Zagreb Tourism in 2023 – a Year in Review

Paul Bradbury

Updated on:

Photo by Zagreb Tourist Board/J Duval

January 8, 2024 – And so ends another successful Advent in Zagreb, the perfect opportunity for a 2023 review of Zagreb tourism.

I think that one of the things I like most about living in Zagreb is its sense of rhythm. Unlike on the coast, where there seems be the season and not the season and little inbetween, Zagreb has its four very distinct seasons, and over the last few years, it has developed a showcase tourism event to celebrate each season, around which the rest of the tourism calendar is built.

I also love living in perhaps the only destination in Croatia which is a major tourism destination, which is not only year-round, but also relatively unaffected by tourism in day-to-day life. Other destinations can get overrun in the summer and become relative ghost towns in the winter.

I really enjoyed Advent in Zagreb this year, particularly the vibe and innovative menus at Fuliranje on Stross, and now that Advent has officially closed, it is perhaps a good time to reflect on what has been another great year for the capital and its tourism. Apart from tourist numbers, one of the greatest signs of success lies in the investment in the city made by the hospitality industry. Zagreb saw a significant number of quality hotels opening last year – an overview from an earlier article on TCN.

The Zagreb calendar takes a well-earned break after Advent, but not for long, as it announces Spring and the prospect of brighter and warmer sunny days with the excellent Festival of Lights Festival in March, a fabulous time to visit the city and enjoy some truly epic light creations over the historic centre and environs.

And a real treat in the summer for classical music lovers, with a spectacular openair theatre in King Tomislav Square, just opposite the train station, where free concerts from global names helped to light up what was already an exceptional summer.

Zagreb has worked hard in recent years to develop its cultural offer, and the emergence of several street art and music festivals has helped with that. None more so than the flagship Artupunktura festival in September, which provides artistic therapy for the city in a multitude of locations. Last year’s programme was as innovative and eye-catching as ever.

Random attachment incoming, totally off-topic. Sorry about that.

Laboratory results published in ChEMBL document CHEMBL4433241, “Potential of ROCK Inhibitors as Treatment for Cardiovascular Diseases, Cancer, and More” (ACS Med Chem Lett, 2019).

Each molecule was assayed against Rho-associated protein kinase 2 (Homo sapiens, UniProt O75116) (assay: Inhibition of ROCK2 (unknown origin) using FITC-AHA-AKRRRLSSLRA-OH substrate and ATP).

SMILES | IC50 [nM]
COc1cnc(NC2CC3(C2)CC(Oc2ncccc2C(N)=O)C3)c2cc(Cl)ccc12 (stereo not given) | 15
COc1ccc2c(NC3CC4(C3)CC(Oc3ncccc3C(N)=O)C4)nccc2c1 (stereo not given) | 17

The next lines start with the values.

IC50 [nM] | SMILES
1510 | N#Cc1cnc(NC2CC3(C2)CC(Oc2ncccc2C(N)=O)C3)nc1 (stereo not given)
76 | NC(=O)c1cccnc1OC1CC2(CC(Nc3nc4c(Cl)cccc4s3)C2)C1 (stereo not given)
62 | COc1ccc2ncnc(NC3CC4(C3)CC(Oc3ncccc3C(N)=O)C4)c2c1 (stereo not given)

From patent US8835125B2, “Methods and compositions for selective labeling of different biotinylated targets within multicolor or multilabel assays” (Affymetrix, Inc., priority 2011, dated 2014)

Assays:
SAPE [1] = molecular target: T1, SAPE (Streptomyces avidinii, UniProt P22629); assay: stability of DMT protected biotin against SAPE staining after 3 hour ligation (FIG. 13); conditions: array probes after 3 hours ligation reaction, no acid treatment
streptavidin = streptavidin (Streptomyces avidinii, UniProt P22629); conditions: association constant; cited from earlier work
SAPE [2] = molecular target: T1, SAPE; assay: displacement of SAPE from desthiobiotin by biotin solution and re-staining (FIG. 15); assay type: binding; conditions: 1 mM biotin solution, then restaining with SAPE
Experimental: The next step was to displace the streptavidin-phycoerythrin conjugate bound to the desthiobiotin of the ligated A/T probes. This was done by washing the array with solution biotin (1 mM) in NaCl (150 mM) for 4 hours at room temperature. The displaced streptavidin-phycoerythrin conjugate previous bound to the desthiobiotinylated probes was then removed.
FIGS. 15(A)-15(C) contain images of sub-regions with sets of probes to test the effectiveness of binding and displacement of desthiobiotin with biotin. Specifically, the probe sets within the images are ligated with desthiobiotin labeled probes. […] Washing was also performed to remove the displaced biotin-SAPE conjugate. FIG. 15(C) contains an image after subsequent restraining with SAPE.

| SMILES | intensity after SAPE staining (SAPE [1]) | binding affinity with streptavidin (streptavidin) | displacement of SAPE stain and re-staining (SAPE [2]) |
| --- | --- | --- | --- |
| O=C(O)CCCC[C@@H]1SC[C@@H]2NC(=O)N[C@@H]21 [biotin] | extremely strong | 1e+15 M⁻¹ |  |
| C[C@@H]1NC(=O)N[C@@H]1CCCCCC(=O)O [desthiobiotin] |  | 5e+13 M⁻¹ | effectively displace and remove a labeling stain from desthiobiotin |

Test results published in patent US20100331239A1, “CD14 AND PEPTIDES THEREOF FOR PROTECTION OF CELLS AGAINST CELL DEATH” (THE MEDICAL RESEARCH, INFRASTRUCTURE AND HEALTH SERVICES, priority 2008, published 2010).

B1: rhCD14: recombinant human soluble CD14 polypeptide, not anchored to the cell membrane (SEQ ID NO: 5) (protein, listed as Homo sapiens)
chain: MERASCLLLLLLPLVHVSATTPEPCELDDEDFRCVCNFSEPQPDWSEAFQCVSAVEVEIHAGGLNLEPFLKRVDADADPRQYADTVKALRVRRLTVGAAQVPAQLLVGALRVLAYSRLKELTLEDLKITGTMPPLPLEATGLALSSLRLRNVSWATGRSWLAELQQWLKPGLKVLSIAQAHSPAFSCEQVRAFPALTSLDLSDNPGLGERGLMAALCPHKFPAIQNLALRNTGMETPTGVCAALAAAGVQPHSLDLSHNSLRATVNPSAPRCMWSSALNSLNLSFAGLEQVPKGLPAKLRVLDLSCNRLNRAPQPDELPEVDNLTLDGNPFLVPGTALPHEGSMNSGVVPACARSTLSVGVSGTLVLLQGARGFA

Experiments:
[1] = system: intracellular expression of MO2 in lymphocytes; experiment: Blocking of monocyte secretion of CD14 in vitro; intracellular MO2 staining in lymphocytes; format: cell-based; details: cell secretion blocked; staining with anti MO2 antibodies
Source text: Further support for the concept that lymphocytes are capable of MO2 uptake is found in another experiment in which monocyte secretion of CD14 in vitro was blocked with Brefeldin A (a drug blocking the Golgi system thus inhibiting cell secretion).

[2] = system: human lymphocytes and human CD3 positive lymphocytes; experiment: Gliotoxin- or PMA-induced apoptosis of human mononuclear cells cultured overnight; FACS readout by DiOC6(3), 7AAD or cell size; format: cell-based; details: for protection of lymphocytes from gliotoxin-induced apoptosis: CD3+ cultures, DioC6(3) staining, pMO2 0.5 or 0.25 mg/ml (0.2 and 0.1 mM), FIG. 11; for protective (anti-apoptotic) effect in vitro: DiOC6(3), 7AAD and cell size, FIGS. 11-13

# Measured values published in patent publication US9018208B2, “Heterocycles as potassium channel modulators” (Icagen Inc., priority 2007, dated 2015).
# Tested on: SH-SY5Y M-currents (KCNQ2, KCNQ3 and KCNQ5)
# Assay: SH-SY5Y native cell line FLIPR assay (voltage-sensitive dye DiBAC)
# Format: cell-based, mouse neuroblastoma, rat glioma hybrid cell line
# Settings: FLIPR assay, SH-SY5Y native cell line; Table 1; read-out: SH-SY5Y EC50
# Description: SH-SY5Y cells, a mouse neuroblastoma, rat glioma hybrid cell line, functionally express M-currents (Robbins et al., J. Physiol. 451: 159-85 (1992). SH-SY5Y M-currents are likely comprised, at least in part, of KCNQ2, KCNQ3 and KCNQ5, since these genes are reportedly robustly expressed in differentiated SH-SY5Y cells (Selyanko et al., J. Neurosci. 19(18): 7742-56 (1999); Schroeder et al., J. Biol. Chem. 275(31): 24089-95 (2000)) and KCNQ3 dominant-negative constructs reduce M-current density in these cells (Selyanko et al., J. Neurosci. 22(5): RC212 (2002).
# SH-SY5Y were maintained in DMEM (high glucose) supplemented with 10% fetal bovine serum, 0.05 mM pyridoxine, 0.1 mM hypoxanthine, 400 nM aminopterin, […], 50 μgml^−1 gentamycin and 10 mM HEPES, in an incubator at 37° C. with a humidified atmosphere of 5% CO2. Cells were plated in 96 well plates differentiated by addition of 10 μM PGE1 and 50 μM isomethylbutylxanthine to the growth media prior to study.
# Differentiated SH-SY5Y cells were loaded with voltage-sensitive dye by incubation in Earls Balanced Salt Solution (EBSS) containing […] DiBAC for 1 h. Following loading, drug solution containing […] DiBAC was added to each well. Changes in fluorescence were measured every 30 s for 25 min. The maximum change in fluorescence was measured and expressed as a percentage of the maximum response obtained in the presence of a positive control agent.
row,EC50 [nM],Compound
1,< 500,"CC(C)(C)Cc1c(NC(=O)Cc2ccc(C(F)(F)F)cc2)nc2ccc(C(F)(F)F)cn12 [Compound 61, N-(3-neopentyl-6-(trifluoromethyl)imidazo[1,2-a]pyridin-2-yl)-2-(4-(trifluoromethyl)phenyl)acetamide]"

And how best to finish the year than with the Christmas Market that was voted the best in Europe, three years in a row. It is hard to imagine that it almost didn’t exist 10 years ago, but has now become an integral part of the city’s identity.

And behind the core quartet above, so many other things happening – after so many years living on an island (a wonderful experience, I hasten to add), it is so refreshing to live somewhere where there is always something going on.

Sports lovers were treated to the World Rowing Cup, the European Wrestling Championship, the World Rally Championship, Zagreb Marathon, and the annual Boris Hanzekovic Memorial meeting. And there were food festivals galore, from established winners such as Zagreb Burger Festival to very welcome new additions, such as Zagreb’s first-ever Asian Food Festival.

I love how I can go for a walk in this city and stumble across a festival or event happening in the street, as I did one Sunday morning in September above, only to find Ilica closed off and given over to Q’Art. A wonderful atmosphere, and finding little concerts and events in obscure courtyards and squares through events such as Courtyards, Okolo (Around) and Open City Days only adds to the city’s considerable charm.

And there were plenty of concerts and exhibitions such as the LMF Festival and Ivan Mestrovic exhibition at Klovicevi Dvori, as well as a celebration of the traditions of Croatia with the 57th International Folklore Festival.

A fabulous year, and a great city to work and live in, with the ability to dip into the tourist scene when you choose, not to be dominated by it. Thank you, Zagreb, I will take a rest now that Advent is done, catch my breath and prepare to do it all again.


Subscribe to our newsletter

the fields marked with * are required
Email: *
First name:
Last name:
Gender: Male Female
Please don't insert text in the box below!

Leave a Comment